Based on the Delphi scores, it was possible to estimate the relative risks of outbreaks for each region using the case of Botucatu as a reference. The risk assigned to Botucatu was equal to 40% or 0.4. This value was chosen because it is the minimum risk that resulted in 100% optimum vaccination coverage. In other words, the value of the risk assigned to Botucatu was such that no other risk value greater than that results in optimum coverage less than 100%. Therefore, it is the minimum risk that has 100% of coverage as the optimum level. According to Fig. 3B, we see that for 0% of vaccination, the total mortality in Botucatu (uppermost line) is approximately 11 (the actual observed value) and for 100% it was five (also the actual observed number of deaths due to the vaccine). All the other risks attributed to the regions were calculated as a linear proportion of the reference risk assigned to Botucatu. The results are shown in Supplementary Table I.

Fig. 4 shows the map of SP with the proposed optimal vaccination strategies for the unaffected areas. The calculated optimum proportion for vaccination against YF according to model (The dynamical system, Supplementary data) is shown in Supplementary Table II and Fig. 3A, B.

Fig. 4: map of the state of São Paulo with the proposed optimal vaccination strategies for the unaffected areas. "Recommended" means indiscriminate vaccination of 100% of the area.

**DISCUSSION**

Since its reintroduction in Brazilian regions in 1976, *Ae. aegypti* spread throughout the country, infesting more than 80% of urban centres (Costa et al. 2011).

The current circulation of YF virus in SP was associated with the high mobility of susceptible humans to enzootic YF areas. The virus eventually returned as viraemia to the *Ae. aegypti* infested home cities, which represents an enormous risk for urban YF re-emergence. Vaccination, therefore, is the main tool available to prevent the catastrophe represented by the re-emergence of urban YF. Even if we consider an unprecedented high rate of serious vaccine-induced adverse effects similar to the one observed in the Botucatu outbreak, vaccinating a high proportion of susceptible people in still unaffected areas should be indicated.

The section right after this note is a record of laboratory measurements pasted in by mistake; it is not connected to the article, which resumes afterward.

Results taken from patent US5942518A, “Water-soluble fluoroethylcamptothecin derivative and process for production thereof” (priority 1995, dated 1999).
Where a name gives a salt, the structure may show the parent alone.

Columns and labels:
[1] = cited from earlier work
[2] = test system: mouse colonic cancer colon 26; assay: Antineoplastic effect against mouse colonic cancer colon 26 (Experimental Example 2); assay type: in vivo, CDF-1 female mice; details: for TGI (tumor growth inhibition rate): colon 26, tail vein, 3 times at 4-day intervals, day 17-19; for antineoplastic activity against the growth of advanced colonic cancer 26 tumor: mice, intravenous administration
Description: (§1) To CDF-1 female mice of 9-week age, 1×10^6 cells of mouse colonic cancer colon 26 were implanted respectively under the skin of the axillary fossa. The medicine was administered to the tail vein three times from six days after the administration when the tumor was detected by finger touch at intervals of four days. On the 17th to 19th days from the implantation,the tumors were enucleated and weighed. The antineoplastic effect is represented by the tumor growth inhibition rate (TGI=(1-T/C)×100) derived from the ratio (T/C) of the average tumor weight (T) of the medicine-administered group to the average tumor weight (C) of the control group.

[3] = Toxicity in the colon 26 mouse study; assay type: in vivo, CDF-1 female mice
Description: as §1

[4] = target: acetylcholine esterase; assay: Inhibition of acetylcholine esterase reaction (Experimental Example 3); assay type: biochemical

Presently, the surveillance policy against YF by the Brazilian Ministry of Health consists of maintaining high vaccination coverage of the so-called "recommendation" areas (dark green in Fig. 4) and triggering a mass vaccination action intended to cover entire areas where virus circulation is detected either in humans or non-human primates. This type of indiscriminate vaccination policy is far from optimum and therefore, an analysis such as the one proposed in this paper could help optimise the vaccination coverage necessary in each area.

Our results were based on the high level of vaccine-induced mortalities never observed before. If we consider the more accepted levels of vaccine-induced mortality proportions such as 2.5 deaths per one million doses as in Massad et al. (2005), the optimum vaccination doses required for minimising the total probability of death would be even higher than the levels we are proposing for the still unaffected areas. It is important to emphasise, however, that the aim of this paper was to propose a methodology to estimate the optimum vaccination strategies that would minimise the death both by the disease and by the vaccine.

In addition to the vaccine-induced mortality frequency, another critical parameter considered by our model is the expected risk of outbreak. We applied a relatively simple method for estimating those risks, but a more sophisticated analysis of the outbreak risk for each unaffected area would refine our results. Moreover, our model assumes various oversimplifications of the dynamics of YF such as the absence of an age component in transmission and several other sources of heterogeneities. The quality of the data used, collection system and its accuracy of association between vaccination and related deaths are weaknesses of our estimations. Our work, therefore, should be viewed as a methodological proposal rather than a definitive public health intervention policy.

If a vaccination strategy such as the one proposed in this paper is actually implemented in the regions where the optimum vaccination proportion is less than 100%, then the fraction of the population that should be vaccinated would be calculated by fractioning the risk regionally within the area.